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Tuesday, May 3, 2016

New $1 gate fee to walk into fairgrounds

Thursday, April 27, 2006

With finances tight for county agencies, the Putnam County Fair Board is looking for new ways to pay for the nine eventful days that many 4-H'ers and fairgoers have come to expect each July.

And, thanks to some ongoing fundraising, the board decided to reinstate premiums for completed 4-H projects for this year's fair.

One new source of funding this year will be a walk-in fee of $1 for each person who enters the front gate of the fairgrounds along U.S. 231.

The purpose of the gate fee is to make up some of the money that has been cut from the fair budget, board members noted during their discussion.

Many people each year avoid paying the parking fee to enter the fairgrounds by parking along the highway or Edgelea Drive, and then walking in through the front gate.

But also, the fee will hopefully discourage people from parking at businesses along the highway since it creates a hazard for pedestrians and traffic. The fee will also create the need to watch the perimeter of the fairgrounds to stop people from walking across neighboring property to sneak through the fence.

Fairgrounds parking rates will also increase this year to make up some lost income. Fair passes will be $7 in advance for fair week, and $10 for the weekly pass if purchased once the fair starts.

Meanwhile, the cash premiums paid in the past for 4-H projects will again be paid for this year's Putnam County Fair, despite an earlier decision by the Fair Board that was prompted by county budget cuts.

Donations are now being collected to fund the $7,500 needed to pay premiums as in past years. The premiums vary according to the prizes received. For instance, a blue ribbon on a project in the Exhibit Hall earns $1.50, while a red ribbon earns $1 and a white ribbon earns 50 cents. Livestock projects also pay premiums based on the placing of the entry.

The future of premiums for the 2007 county fair and beyond may also depend on donors and fundraising, the board noted. A committee may be established to determine how to best raise the premium funds for future fairs.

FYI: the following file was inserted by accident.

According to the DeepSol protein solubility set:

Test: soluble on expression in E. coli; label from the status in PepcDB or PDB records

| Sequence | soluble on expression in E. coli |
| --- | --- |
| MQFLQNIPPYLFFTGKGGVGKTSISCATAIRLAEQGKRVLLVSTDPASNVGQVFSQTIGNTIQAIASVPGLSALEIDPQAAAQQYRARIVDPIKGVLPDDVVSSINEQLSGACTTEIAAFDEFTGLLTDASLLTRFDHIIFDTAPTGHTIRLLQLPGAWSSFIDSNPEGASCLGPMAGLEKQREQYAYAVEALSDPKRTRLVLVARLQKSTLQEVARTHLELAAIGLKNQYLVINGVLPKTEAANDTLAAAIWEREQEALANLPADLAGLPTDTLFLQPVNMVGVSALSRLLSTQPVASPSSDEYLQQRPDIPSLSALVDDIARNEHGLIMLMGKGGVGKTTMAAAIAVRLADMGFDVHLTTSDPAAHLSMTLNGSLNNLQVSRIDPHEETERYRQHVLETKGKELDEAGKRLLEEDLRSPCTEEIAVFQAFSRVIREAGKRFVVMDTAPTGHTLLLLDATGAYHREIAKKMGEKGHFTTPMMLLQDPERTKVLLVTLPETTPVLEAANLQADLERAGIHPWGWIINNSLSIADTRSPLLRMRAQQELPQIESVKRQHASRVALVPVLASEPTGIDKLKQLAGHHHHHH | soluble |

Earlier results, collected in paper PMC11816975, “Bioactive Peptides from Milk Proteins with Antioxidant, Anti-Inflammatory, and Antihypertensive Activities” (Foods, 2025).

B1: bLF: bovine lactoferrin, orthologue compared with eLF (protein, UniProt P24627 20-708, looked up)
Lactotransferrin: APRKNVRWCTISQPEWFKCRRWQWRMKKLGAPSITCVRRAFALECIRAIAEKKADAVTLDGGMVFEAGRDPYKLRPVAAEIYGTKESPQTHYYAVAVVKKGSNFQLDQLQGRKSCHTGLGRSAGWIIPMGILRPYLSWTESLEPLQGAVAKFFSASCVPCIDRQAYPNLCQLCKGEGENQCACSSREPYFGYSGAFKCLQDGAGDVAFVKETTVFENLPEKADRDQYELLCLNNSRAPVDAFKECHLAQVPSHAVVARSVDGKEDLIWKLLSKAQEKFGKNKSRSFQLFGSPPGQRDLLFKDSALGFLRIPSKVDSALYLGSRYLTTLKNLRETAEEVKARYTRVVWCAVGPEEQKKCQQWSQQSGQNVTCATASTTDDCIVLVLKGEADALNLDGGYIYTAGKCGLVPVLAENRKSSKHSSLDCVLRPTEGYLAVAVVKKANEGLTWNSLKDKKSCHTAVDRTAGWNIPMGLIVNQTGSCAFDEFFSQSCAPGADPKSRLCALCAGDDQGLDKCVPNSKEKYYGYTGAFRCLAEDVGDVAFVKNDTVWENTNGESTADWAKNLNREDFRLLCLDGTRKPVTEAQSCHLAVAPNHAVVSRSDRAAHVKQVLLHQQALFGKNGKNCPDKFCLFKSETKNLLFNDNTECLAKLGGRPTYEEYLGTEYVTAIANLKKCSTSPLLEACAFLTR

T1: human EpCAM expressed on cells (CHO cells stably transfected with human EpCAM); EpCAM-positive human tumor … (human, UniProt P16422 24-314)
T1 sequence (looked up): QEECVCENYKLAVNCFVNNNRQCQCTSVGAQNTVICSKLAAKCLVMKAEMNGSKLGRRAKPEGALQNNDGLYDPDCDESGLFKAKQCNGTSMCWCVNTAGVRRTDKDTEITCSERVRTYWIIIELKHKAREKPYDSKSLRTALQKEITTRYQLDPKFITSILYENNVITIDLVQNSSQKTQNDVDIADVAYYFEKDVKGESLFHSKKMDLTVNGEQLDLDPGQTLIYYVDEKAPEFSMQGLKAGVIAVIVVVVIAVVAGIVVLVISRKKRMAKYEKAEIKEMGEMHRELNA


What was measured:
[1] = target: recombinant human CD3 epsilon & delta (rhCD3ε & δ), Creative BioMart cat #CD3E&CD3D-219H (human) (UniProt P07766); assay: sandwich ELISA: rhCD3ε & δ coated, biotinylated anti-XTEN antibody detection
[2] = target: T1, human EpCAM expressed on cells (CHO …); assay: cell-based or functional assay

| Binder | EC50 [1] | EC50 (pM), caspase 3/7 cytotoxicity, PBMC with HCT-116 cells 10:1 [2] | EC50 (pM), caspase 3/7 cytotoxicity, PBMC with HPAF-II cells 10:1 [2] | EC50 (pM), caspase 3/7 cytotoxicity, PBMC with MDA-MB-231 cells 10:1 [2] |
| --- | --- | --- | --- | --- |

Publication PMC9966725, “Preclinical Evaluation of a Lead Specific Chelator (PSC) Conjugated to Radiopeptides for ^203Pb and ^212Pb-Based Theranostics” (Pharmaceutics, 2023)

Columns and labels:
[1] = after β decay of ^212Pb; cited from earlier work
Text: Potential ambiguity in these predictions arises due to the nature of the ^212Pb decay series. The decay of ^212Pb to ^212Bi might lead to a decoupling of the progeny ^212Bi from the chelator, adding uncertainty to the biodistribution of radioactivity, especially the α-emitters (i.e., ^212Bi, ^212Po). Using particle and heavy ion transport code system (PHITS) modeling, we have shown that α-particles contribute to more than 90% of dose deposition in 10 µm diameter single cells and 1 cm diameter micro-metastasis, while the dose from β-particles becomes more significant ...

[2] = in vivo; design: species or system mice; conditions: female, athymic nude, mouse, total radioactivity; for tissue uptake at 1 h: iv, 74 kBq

The Fair Board voted in March to take the line item for premiums out of its budget for this year, due to budget cuts decided by the county commissioners and county council. But a Fair Board member took it upon himself to raise that money so that in addition to their ribbons, 4-H members will also receive the small monetary prizes that accompany their awards.

Jake Zaring told fellow board members at the April meeting that he has a good start on the fundraising, but there is still a lot to be raised to cover money given out in the past. Any donations can be sent to the county extension office, located in the courthouse annex at 2 W. Liberty St., Greencastle.

The Fair Board agreed still not to fund the premiums given for the Adult Open Class entries or the horticulture and flower awards given in Harris Hall.

Fair Board president Ken Heeke told fellow board members that the next couple of years may be tough financially.

"We may have to change how we do things to get the same things accomplished," Heeke said.

The premium fundraising project by Zaring is just one example of creative thinking.

In other business, the board:

-- Learned the Dairy Club will have a meeting at 1 p.m. Saturday, May 13 in the Dairy Barn.

-- Agreed that the Horse and Pony Club can do some dirt moving work for the outdoor arena to improve drainage.

-- Heard the Sheep Club will have its retinal scan day on Saturday, May 6 at the old highway garage on the north side of the fairgrounds.

-- Learned that a new scholarship fund for county 4-H members has been founded by Ed and Barbara Brookshire for college-bound or current college students.

-- Heard that 52 4-H'ers are enrolled in the new shooting sports project. The total number of 4-H'ers this year already exceeds 800, and is expected to top 900 youth once the Exploring 4-H youth are involved.

-- Discussed the status of the former Jaycees building at the fairgrounds. The use of that building has been suggested as a prime spot for the livestock producers to have their nightly fundraiser cookouts.

-- Learned that the proposal for a new digital message board at the fairgrounds would place the sign near the southern end of Harris Hall closer to the highway and the fence. The Greencastle Rotary Club is working on that project.

The Fair Board regularly meets at 7:30 p.m. on the fourth Monday of each month at the fairgrounds. The meetings are open to the public.



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